A scholarly examination of the effect of ritual pain on human consciousness and identity.
Glucklich (The Sense of Adharma, not reviewed, etc.), associate professor of theology at Georgetown, was prompted to explore the subject when an atheist friend and chronic pain sufferer ridiculed rituals of self-inflicted pain, asking “Why would anyone in his right mind do this?” Pain can be a good thing, Glucklich responds, transforming one’s identity and strengthening one’s bond with God. Sacred pain, he explains, can transform destructive suffering into a positive religious-psychological experience: under the stress of pain, it seems, the central nervous system reacts in a way that reduces the individual’s sense of self, opening the path to new perceptions. Glucklich looks at how pain has been described and evaluated in religious literature around the world, discussing it within the context of rituals of possession and exorcism, rites of passage and initiation, and the tortures and executions of the Inquisition. (A word of warning: Some of these passages are decidedly unpleasant to read.) Our understanding of the constructive value of pain, he argues, has been hampered by the medicalization of pain. With the invention of anesthesia in the 19th century, pain came to be viewed as a medical problem and, as its neurological mechanisms have become better understood, its spiritual and religious aspects have been overlooked. Glucklich calls for a broadening of the perception of pain as a mere biomedical phenomenon to the view that it can be “a medicine, a test, a rite of passage, or an alchemical agent of inner transformation.”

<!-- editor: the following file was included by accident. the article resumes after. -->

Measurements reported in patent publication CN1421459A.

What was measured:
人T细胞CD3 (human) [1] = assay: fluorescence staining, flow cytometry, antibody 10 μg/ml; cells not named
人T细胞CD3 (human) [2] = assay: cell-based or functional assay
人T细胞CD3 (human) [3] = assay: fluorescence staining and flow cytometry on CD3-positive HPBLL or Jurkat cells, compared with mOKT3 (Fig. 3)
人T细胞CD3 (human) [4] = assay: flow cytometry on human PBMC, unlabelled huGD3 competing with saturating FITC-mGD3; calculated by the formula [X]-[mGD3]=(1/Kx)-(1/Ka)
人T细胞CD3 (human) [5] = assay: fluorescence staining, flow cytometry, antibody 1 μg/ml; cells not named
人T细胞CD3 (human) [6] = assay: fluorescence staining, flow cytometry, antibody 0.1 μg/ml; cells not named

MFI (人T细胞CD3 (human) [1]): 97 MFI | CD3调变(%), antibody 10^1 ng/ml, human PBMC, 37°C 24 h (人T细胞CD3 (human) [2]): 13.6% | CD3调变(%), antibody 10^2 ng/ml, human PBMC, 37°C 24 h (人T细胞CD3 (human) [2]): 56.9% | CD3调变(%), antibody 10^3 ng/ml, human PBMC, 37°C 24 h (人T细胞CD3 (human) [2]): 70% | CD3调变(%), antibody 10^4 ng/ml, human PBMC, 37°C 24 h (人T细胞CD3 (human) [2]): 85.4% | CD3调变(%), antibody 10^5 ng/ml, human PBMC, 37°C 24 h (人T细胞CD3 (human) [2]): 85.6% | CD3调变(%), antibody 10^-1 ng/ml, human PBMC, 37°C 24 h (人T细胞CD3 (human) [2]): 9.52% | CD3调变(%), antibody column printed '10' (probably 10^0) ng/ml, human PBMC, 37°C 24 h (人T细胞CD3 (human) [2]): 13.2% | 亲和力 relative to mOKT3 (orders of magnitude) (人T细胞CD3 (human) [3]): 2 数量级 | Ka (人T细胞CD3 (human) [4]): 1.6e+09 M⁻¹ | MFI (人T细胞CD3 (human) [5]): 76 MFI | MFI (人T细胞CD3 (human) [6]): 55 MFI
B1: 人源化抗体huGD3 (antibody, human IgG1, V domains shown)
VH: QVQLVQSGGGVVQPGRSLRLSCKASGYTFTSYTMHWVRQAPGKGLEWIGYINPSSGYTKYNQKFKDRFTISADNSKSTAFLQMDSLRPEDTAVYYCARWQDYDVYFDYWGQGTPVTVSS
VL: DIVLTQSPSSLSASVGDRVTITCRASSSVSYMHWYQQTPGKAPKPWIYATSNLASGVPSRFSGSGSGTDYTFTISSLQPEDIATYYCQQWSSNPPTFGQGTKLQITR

Glucklich’s thesis is not easy to accept, and his presentation of it is, for the general reader, made more difficult by his frequent use of the special terminology of neuropsychology, psychoanalytic theory, philosophy, and theology.